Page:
ANCHORED DAILY: By Faith - Hebrews 12

posted by Bethel Communications | Nov 25, 2021


Transcript

Happy Turkey Day! Happy Football Extravaganza day! Happy Afternoon Nap on the couch day! Happy look at Black Friday advertisements day! Or how about just plain and simple… Happy Thanksgiving!

This is Angie and today, on this day of food, football and thankfulness, let’s take a few minutes to jump into Hebrews 12 together and consider how this chapter encourages a posture of thankfulness. 

Who would have thought sitting around last year’s Thanksgiving table that things overall wouldn’t seem a whole lot different around this year‘s Thanksgiving table.  

While it might not actually feel much different, it does look very different for many people—for those who are missing loved ones gone too soon, those suffering from serious illness, those navigating through financial and employment challenges, not to mention church and family splits over masks and mandates. How does one remain thankful in the midst of such brutal chaos? 

I have struggled with this myself. As I look around and see hopelessness, anger and despair…it’s hard not to become discouraged, overwhelmed or even cynical about the ongoing pain and suffering around us. My head is spinning and my heart hurts.  

Reading Hebrews 12 reminded me, though, that the only way forward is to look at the past to remember how God has been faithful, and how he will be faithful going forward. Hebrews 12 sneaks in this reminder in a way you might not have considered, specifically in verses 18-24. 

That portion of Hebrews 12 contrasts the attributes of the old and new covenants, using Mt. Sinai and Mt. Zion as models. In the NIV, one is called the “Mountain of Fear” and the other the “Mountain of Joy.”


In the old covenant, Mt. Sinai represents “the law”; a barrier of fear and judgment. While it was a physical mountain that could be touched, no one was allowed to even draw near it. It was unapproachable, and even Moses was afraid, stating “I am trembling with fear.” If this represented the path to God, it only signaled a God who was cold, withdrawn, unfriendly.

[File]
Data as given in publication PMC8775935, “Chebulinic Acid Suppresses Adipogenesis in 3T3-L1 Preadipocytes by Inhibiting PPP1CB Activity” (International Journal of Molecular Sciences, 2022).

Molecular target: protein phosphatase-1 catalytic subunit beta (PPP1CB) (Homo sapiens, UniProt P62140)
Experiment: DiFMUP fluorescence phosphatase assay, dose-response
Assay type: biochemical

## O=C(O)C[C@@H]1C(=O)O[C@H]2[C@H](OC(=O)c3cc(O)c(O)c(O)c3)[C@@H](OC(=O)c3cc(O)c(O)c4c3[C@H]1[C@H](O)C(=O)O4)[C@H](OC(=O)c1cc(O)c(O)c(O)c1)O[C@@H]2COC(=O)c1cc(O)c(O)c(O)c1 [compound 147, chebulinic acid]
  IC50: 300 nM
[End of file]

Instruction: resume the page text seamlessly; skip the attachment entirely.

We get a much clearer picture when we read Exodus chapters 19-20. The mountain was surrounded by angry storm clouds that churned out deafening thunder and aggressive lightning. As one commentator noted, “there were earthquakes and blackness from smoke, a trumpet sounded and Moses spoke and God answered. The people’s reaction was terror. They said, “Moses, please never let Him speak to us directly again. Would you always be His mouthpiece because it terrified us to hear the voice of the living God.” 


They begged in essence saying “please God stay away, and only speak through Moses.” No wonder it was called “The Mountain of Fear.” 


But praise be to God, as believers under the new covenant, we do not come to this mountain. Our relationship with God is not like Israel’s experience at Mt. Sinai. We are welcomed at another mountain – Mt. Zion—where Jerusalem sits. 


In the new covenant, Mt Zion represents “grace”—the barrier is torn down and replaced by our mediator and always accessible King, Jesus. The promises of God became ours through Jesus Christ, who brings together in perfect unity God and man, who were once divided. We enjoy access to God, fellowship as the First Born who are registered in heaven because of the blood shed for us. Amen and Hallejuah!  

 

The contrast between Mt. Zion and Mt. Sinai is extraordinary. As one pastor noted, 

  • “Mount Sinai was marked by fear and terror – Mount Zion is a place of love and forgiveness.
  • At Mount Sinai, only Moses was allowed to draw near to God – at Mount Zion, an innumerable company, a general assembly – all of us are invited to draw near to God.
  • At Mount Sinai, Moses was the mediator – at Mount Zion, Jesus is the mediator.
  • Mount Sinai brings an Old Covenant, which was ratified by the blood of animals – Mount Zion brings a New Covenant, which is ratified by the blood of God’s precious Son.


So, if our kingdom – Mount Zion – is a greater kingdom, with greater glory, and it is accessible and unshakable, then the author of Hebrews is reminding its readers (that’s us) to not be so easily shaken by the trials and tribulations of the day, or even of the greater difficulties that may come. We have been given an unshakeable, completely accessible kingdom that should produce unshakable saints who are daily seeking a reachable, loving God. 


Are you an unshakable saint? Are you, like me, incredibly grateful that we don’t live under the old covenant, that God provided a new way through Jesus, giving us a loving, active, relational God on the Mountain of Joy? We have so much to be thankful for, as we look at the past of God’s faithfulness to us. We are bought by the blood of the Lamb, who is with us always, who stands with us in these hard times, and never leaves or forsakes. Holy cowabunga, that is GREAT NEWS. That is news we should be thankful for on this day of thanks, and every day. Here’s a reminder about how we access this joy when things are in brutal chaos:  


It’s asking this question:  What am I looking at, what am I focused on?  It’s as simple as it sounds, and something I have been forcing myself to do over and over lately: “Turn your eyes upon Jesus, Look full, in his wonderful face, And the things of earth will grow strangely dim, In the light of his glory and grace.” 


I’m thankful for Jesus and for you, my Bethel family!  Sending love, hugs and a turkey leg through the airwaves today. To God be the glory, amen! 



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